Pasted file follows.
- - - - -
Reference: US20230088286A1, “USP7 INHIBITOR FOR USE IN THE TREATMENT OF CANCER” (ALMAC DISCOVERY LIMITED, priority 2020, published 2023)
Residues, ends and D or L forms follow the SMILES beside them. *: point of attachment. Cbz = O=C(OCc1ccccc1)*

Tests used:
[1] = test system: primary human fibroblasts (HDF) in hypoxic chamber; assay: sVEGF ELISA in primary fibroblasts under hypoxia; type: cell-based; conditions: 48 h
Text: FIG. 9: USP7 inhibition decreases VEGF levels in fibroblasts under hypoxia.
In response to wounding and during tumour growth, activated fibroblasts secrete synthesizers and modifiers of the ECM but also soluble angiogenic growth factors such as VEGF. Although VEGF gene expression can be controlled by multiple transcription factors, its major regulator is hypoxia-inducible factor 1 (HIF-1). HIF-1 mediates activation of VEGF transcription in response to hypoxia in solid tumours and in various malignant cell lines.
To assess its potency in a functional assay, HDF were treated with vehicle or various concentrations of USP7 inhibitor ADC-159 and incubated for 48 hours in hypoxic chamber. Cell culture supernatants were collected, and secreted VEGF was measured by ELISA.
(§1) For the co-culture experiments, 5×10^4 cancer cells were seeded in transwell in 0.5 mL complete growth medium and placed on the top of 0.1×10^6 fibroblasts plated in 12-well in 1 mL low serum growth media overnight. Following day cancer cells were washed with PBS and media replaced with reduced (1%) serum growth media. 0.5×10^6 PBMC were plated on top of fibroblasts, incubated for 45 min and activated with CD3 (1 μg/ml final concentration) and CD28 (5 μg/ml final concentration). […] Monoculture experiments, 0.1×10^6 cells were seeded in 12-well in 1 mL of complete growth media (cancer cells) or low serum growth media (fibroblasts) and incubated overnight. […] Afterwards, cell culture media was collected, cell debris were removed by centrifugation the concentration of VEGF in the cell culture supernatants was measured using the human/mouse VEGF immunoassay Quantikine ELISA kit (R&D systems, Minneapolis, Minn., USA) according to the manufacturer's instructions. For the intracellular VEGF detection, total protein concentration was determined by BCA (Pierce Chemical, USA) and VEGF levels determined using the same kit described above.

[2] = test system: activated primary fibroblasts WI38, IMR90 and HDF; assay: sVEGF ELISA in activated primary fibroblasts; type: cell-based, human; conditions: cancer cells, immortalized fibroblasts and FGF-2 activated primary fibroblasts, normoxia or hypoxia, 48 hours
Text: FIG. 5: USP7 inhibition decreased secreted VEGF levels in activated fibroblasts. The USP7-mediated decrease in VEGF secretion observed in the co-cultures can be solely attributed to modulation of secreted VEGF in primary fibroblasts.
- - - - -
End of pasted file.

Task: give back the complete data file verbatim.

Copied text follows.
Reference: US20230088286A1, “USP7 INHIBITOR FOR USE IN THE TREATMENT OF CANCER” (ALMAC DISCOVERY LIMITED, priority 2020, published 2023)
Residues, ends and D or L forms follow the SMILES beside them. *: point of attachment. Cbz = O=C(OCc1ccccc1)*

Tests used:
[1] = test system: primary human fibroblasts (HDF) in hypoxic chamber; assay: sVEGF ELISA in primary fibroblasts under hypoxia; type: cell-based; conditions: 48 h
Text: FIG. 9: USP7 inhibition decreases VEGF levels in fibroblasts under hypoxia.
In response to wounding and during tumour growth, activated fibroblasts secrete synthesizers and modifiers of the ECM but also soluble angiogenic growth factors such as VEGF. Although VEGF gene expression can be controlled by multiple transcription factors, its major regulator is hypoxia-inducible factor 1 (HIF-1). HIF-1 mediates activation of VEGF transcription in response to hypoxia in solid tumours and in various malignant cell lines.
To assess its potency in a functional assay, HDF were treated with vehicle or various concentrations of USP7 inhibitor ADC-159 and incubated for 48 hours in hypoxic chamber. Cell culture supernatants were collected, and secreted VEGF was measured by ELISA.
(§1) For the co-culture experiments, 5×10^4 cancer cells were seeded in transwell in 0.5 mL complete growth medium and placed on the top of 0.1×10^6 fibroblasts plated in 12-well in 1 mL low serum growth media overnight. Following day cancer cells were washed with PBS and media replaced with reduced (1%) serum growth media. 0.5×10^6 PBMC were plated on top of fibroblasts, incubated for 45 min and activated with CD3 (1 μg/ml final concentration) and CD28 (5 μg/ml final concentration). […] Monoculture experiments, 0.1×10^6 cells were seeded in 12-well in 1 mL of complete growth media (cancer cells) or low serum growth media (fibroblasts) and incubated overnight. […] Afterwards, cell culture media was collected, cell debris were removed by centrifugation the concentration of VEGF in the cell culture supernatants was measured using the human/mouse VEGF immunoassay Quantikine ELISA kit (R&D systems, Minneapolis, Minn., USA) according to the manufacturer's instructions. For the intracellular VEGF detection, total protein concentration was determined by BCA (Pierce Chemical, USA) and VEGF levels determined using the same kit described above.

[2] = test system: activated primary fibroblasts WI38, IMR90 and HDF; assay: sVEGF ELISA in activated primary fibroblasts; type: cell-based, human; conditions: cancer cells, immortalized fibroblasts and FGF-2 activated primary fibroblasts, normoxia or hypoxia, 48 hours
Text: FIG. 5: USP7 inhibition decreased secreted VEGF levels in activated fibroblasts. The USP7-mediated decrease in VEGF secretion observed in the co-cultures can be solely attributed to modulation of secreted VEGF in primary fibroblasts.